Who exactly works for NBN Co?

Who exactly works for NBN Co?

Summary: Who exactly works for the NBN Co? We've put together a comprehensive staff directory that shows some surprising trends amongst the start-up's new employees.


The most watched start-up in the country has quietly ramped up its acquisition of skills over the past few months, capitalising on recent upheaval that has occurred at some of Australia's most iconic companies.

NBN Co has taken a pragmatic but almost polite approach to hiring staff, prising away senior and mid-tier executives from Telstra, Qantas, 3 Mobile and Vodafone Australia, which have all undergone major executive reshuffles in the past year.

Network pricing knowledge has largely been drawn from those with similar backgrounds at Telstra. Not surprisingly, seven out of 24 of its recently appointed executives have worked with Telstra at some stage, adding to the likes of Tasmania NBN boss, Doug Campbell, former Telstra Country Wide general manager.

Last November Matthew Lobb, who yesterday sat with NBN Co chief, Mike Quigley, at its Sydney industry briefing, had joined NBN Co in an advisory capacity. Lobb has seven years under his belt as a Telstra director of consumer and channel pricing.

NBN Co has also taken on a former advisor from Henry Ergas' now-bust Concept Economics, Dieter Schadt, whose contribution to a highly sceptical study of the NBN Co's financial viability didn't stop his appointment as a pricing architect for the company. Like Lobb, Schadt's background includes a stint as a Telstra director of wholesale pricing during Ziggy Switkowski's leadership at Telstra.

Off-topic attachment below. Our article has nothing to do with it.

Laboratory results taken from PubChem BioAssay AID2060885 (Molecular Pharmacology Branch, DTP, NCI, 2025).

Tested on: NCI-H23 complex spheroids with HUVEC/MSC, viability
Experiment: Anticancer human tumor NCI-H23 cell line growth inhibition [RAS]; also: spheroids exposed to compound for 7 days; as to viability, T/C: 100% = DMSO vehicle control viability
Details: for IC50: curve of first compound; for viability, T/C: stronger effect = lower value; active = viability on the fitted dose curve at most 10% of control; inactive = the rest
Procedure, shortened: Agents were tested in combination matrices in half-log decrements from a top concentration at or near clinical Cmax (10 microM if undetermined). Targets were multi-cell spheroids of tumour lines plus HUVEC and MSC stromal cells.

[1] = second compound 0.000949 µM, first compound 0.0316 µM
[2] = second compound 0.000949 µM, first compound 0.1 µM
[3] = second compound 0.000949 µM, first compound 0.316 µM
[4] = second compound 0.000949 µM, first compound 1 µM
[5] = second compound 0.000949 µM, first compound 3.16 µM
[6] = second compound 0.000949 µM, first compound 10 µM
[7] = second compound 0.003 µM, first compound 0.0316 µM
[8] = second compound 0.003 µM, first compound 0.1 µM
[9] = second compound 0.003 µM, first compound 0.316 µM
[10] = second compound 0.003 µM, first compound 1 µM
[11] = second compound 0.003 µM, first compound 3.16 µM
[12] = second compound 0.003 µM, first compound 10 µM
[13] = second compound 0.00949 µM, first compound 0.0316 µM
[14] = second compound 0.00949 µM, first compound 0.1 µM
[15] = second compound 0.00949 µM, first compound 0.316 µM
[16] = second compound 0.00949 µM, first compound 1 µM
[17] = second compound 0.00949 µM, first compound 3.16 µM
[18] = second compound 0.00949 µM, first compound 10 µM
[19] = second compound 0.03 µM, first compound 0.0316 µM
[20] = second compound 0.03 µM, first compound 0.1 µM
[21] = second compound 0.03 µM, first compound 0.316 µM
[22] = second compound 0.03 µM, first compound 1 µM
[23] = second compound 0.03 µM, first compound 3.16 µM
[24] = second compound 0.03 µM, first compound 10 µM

NBN Co also nabbed former Ovum analyst and Telstra fixed-line pricing architect, Tony Nielson, who took up a similar role with NBN Co in December last year. Nielson described his role as "developing pricing models for wholesale products to be delivered over NBN's FTTH network" on LinkedIn.

More recently NBN Co added to its implementation team, Tony Cross, who until this month was Telstra's general manager of "access technology". Cross was not senior enough to be a direct report of Telstra's network boss and acting chief operating officer, Michael Rocca, but he helped build Telstra's Greenfield fibre to the home product, Velocity, and had a hand in its HFC upgrade in Melbourne. Both projects were a part of its $1.5 billion Next IP core systems revamp, which is winding up now.

The September appointment of Kevin Brown, Qantas' former head of "People" came shortly after the airline ushered in its new leadership team under Alan Joyce last year. One of the first internal projects NBN Co is set to embark upon is establishing its HR systems — a task Brown is well-versed, having weathered the trials involved in Qantas' long-running Oracle-based EQ system implementation.

Fellow former flying kangaroo HR executive, David Auld, who had a brief stint as head of Jetstar's People division in 2004 before returning to his Qantas roots, also joined NBN Co this month as its general manager of training. At Qantas he handled remuneration and management incentive schemes.

True to its form for targeting companies facing major upheaval, NBN Co also plucked from Nortel Networks' pool after it unravelled last year. Trevor Hoggan, Nortel's lead carrier sales executive for the Asian region, joined NBN Co a month after Qantas' Brown. Both had worked for Nortel at the same time. Hoggan now works under Brown as NBN Co's general manager of workforce planning and sourcing.

NBN Co has taken a pragmatic but almost polite approach to hiring staff, prising away senior and mid-tier executives from Telstra, Qantas, 3 Mobile and Vodafone Australia, which have all undergone major executive reshuffles in the past year.